Sunday, August 9, 2009

Columbia Straight Bar Clunker

Today I took my kids to the Larz Anderson museum for a bike swap meet -- my second such excursion this year.

It was a short morning, but a good one. We met a friend of mine and her dog, and they joined us for a walk around the grounds and to look at the bikes and parts for sale. It was fun to watch the girls today -- they were looking forward to the bike show, but getting time with a dog (they really want a dog) was an unexpected bonus. He seemed to draw as much of a crowd as any of the bikes, especially with kids.

About halfway around the grounds, I saw an old straight-bar cruiser hanging on a rack. It was very much what I'd been thinking of when I wrote about picking up a Schwinn Cruiser a few weeks ago -- sort of halfway through the rework process. The bike had at one point been a Columbia De Luxe, but was wearing a modern fork and was missing all of its bodywork -- stripped to its essence. It wasn't a fancy bike (no complex construction techniques, here), but still an interesting design worthy of appreciation. In sum, it's a clunker. But the frame is very cool and I'm looking forward to tearing it apart and rebuilding everything. And for $80, it was perfect. There was actually a very similar Columbia there that wasn't rolling, but was more complete from a bodywork perspective. I skipped that one, but it's nice to know there are others out there, from a parts perspective. Schwinns appear to be growing on trees on eBay, but Columbias (made here in Massachusetts) not so much.

The frame has a very elegant design that makes me wonder why Schwinn ended up dominating the US bicycle market. The answer is probably that Schwinn built a better marketing and sales machine back in the day, but from a product perspective, the Columbia's frame is much more interesting to look at than contemporary Schwinns. For example, the top tube sweeps past the seat tube to intersect the seat stays in sort of a wishbone, rather than terminating at the seat tube. And the seat stays and chainstays are each formed from a single piece of tubing bent into a long U-shape. Also, there's a short tube running from the bottom bracket to the chainstays that's bisected by another tube that forms the kickstand mount. In any case, roughness aside, it's pretty cool to look at.

The parts on the bike appear to be a random mix of stuff, and it's hard to tell what, if anything, is original. The seatpost was turned upside down in the seat post to accommodate a sprung leather saddle and its clamp, which was made for a larger-diameter than the tapered end of the Columbia's post. The twin-rail sprung leather saddle is old and pretty cracked, but in usable condition. It's marked Dunelt, which as far as I know was a bike brand, not a saddle, so it may be an OEM Wrights or Brooks. The wheels are in decent shape. There's a Bendix coaster-brake rear hub and wide chrome rims in not too-terrible condition. I don't think they're S7 rims, which is probably a good thing. The headset is a generic chrome BMX piece, and the fork is a generic cantilever-brake BMX/MTB fork (with no installed brakes). The stem looks like a chrome Schwinn piece, or a knock-off. And the chrome bars look like kids cruiser bars. Blue grips and too narrow, but a nice bend. A bit of peppering in the chrome, but not awful. There's a generic 4-leaf clover chainring on the 1-piece crankset, and a set of metal-framed Wald pedals with rubber grips overlays (they're not rubber block pedals, in other words). There is no kickstand in that mount, unfortunately, but I'll look for one.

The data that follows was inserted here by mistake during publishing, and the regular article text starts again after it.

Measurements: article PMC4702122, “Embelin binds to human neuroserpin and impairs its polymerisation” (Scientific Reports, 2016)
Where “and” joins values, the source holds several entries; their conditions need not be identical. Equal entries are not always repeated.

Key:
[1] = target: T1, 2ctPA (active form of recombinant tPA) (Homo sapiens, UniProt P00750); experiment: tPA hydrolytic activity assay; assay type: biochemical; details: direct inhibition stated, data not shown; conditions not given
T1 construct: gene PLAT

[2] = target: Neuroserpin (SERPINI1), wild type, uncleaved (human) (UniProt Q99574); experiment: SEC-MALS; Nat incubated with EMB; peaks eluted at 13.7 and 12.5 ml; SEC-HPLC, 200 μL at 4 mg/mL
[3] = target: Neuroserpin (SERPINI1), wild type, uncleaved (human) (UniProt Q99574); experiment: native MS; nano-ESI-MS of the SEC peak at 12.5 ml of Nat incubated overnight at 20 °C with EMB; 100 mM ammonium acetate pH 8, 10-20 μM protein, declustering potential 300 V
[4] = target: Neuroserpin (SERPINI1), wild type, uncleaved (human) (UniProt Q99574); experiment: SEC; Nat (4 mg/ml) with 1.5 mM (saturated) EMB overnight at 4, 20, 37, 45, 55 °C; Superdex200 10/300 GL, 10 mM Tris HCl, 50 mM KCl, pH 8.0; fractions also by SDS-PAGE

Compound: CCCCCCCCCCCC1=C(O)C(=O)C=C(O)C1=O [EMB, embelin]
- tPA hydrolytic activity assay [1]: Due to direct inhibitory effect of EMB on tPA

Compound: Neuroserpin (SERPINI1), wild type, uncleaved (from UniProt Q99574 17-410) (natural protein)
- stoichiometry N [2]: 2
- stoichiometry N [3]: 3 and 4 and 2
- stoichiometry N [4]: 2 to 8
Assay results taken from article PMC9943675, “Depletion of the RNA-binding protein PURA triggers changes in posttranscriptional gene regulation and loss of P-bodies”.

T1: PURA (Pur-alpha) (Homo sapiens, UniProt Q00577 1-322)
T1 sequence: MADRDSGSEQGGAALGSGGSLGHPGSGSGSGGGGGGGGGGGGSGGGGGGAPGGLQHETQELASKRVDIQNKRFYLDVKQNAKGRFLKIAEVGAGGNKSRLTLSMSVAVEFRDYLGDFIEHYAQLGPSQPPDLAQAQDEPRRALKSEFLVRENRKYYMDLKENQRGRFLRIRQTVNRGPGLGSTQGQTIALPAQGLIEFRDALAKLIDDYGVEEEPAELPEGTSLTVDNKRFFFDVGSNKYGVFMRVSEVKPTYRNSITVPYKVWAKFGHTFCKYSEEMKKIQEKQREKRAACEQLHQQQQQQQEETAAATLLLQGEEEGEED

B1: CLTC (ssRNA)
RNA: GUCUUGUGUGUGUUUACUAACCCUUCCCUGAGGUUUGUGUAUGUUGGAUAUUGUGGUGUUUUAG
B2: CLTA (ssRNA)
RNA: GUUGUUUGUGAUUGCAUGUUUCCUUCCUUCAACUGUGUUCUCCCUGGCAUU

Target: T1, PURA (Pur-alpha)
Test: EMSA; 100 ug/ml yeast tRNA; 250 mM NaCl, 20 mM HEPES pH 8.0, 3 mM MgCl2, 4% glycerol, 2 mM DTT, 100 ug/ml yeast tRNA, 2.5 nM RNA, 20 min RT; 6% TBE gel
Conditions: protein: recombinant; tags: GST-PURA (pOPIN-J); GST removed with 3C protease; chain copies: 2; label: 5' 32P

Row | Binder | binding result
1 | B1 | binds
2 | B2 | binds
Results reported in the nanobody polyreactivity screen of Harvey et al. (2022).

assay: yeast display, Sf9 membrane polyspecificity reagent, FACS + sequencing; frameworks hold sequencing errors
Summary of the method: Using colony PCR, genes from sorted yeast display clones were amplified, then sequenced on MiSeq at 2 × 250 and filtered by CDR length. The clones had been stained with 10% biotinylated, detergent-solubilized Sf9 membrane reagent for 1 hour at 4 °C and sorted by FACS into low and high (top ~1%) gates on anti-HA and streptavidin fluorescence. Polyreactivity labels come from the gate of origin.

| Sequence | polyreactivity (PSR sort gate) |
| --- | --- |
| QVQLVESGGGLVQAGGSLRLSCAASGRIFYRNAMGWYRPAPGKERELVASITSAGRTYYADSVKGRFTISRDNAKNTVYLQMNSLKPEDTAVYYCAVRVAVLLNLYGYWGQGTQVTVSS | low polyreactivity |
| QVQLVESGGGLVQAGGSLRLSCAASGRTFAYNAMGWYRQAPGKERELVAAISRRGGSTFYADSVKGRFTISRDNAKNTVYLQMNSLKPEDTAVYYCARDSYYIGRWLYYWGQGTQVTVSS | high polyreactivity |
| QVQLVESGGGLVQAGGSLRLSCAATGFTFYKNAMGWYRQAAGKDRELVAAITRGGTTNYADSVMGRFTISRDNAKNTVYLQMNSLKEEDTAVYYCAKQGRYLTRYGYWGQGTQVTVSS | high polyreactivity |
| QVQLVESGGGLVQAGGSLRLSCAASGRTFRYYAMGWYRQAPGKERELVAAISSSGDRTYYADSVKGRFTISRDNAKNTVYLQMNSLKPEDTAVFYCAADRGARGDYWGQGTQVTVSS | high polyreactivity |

Mechanically, it works reasonably well. The bottom bracket and headset were recently repacked, and are oozing their share of fresh grease. And there's an obviously recent and generous application of oil on the chain, sprockets and pedals to quiet things down. Even so, there's a tick in the crank, and the coaster brake has a bit of a crunchiness to it as well. Both of which I can take care of during a teardown/rebuild.

Which I'll definitely have to do, because (as you can see) this afternoon I crashed headlong into a pallet full of cinderblocks, wrecking the junk fork. Seems you have to get used to having the right pedal position to adequately brake a coaster-brake bike. I remember reading something like that on Sheldon's website not too long ago. Should have paid more attention.

I wasn't hurt at all -- I wasn't going all that fast, and I stayed in the saddle, even. The poofy front tire served nicely as an airbag, and as I said, the fork crumpled, absorbing more of the impact. The legs bent back at the crown, and it's now scrap. The frame itself seems no worse for wear -- didn't see any signs of bending behind the head tube, probably because of the dual top tubes (and if it really didn't bend, that strength gives me a new appreciation for why the Rivendell Bombadil MTB was designed the way it was). I haven't checked the front wheel for damage, but am hopeful it didn't get all out of round on me -- I really don't want to spring for new wheels right now (though I may need to do that to support a front brake anyway).

So I now have another bike project, just when I was fresh out. This one will be equal parts cleanup, leather care and mechanical rebuild. There's another swap meet coming up in the next couple of weeks, and I already have a short parts list for it -- stem, seatpost, chainring, and most improbably, a Columbia kickstand. Should be fun figuring this one out!

All for now,


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